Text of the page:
Connective tissue metabolism in patients with unclassified polyarthritis and early rheumatoid arthritis. Relationship to disease activity, bone mineral density, and radiographic outcome.
Jensen T., Klarlund M., Hansen M., Jensen KE., Skjødt H., Hyldstrup L., Danisit TIRA Group None.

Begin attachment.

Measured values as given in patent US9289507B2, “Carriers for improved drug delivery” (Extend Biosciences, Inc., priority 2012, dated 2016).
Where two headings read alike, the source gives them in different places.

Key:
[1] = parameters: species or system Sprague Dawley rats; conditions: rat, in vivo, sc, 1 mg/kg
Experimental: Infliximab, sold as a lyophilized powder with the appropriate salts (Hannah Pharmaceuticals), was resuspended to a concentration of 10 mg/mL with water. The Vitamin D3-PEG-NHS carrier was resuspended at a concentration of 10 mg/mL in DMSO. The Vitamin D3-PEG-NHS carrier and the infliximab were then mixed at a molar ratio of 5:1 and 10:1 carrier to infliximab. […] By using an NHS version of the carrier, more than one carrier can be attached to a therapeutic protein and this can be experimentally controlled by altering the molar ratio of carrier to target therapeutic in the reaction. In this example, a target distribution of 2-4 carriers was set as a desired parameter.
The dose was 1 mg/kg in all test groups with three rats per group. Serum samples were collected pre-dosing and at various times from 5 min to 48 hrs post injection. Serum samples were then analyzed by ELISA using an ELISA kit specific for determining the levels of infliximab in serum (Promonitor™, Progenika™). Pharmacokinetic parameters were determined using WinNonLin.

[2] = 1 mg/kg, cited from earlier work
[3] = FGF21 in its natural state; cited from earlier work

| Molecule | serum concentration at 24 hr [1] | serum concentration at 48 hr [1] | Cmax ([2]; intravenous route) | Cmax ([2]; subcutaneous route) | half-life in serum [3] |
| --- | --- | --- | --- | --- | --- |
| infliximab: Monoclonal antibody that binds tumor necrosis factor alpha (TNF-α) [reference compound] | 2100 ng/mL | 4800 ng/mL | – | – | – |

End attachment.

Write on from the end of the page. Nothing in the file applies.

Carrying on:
OBJECTIVE: To assess the applicability of serum concentrations of markers of synovial inflammation, cartilage, and bone metabolism in relation to conventional markers of disease activity, bone mineral density (BMD) of the hand, and radiographic outcome. METHODS: Biochemical markers of collagen tissue metabolism were measured in 72 patients with symmetrically swollen and tender second and third metacarpophalangeal or proximal interphalangeal joints for at least 4 weeks and less than 2 years. At 2 years, 51 patients fulfilled the American College Rheumatology criteria for rheumatoid arthritis (RA) and 21 patients had unclassified polyarthritis. Patients with RA were divided into groups according to the mean disease activity and to magnetic resonance imaging and radiographically detected bone erosions in the hands. RESULTS: Patients with RA had significantly higher serum concentrations of matrix metalloproteinase-3 (MMP-3) at baseline and higher mean concentrations of serum MMP-3 and pyridinoline (Pyd) during the first 6 and 12 months than patients with unclassified polyarthritis. RA patients with persistent disease activity and erosive disease had significantly higher concentrations of serum MMP-3 and Pyd than patients with no disease activity or nonerosive disease. Significant mutual correlations between serum MMP-3 and Pyd and C-reactive protein and erythrocyte sedimentation rate were observed. The mean values of MMP-3 and Pyd correlated significantly to the alpha coefficient of the digital x-ray radiogrammetry (DXR-BMD). CONCLUSION: Serum MMP-3 and Pyd varied according to disease activity, periarticular osteoporosis measured by DXR, and radiographic outcome, and thus appear to supplement the conventional markers of disease activity for monitoring patients with RA.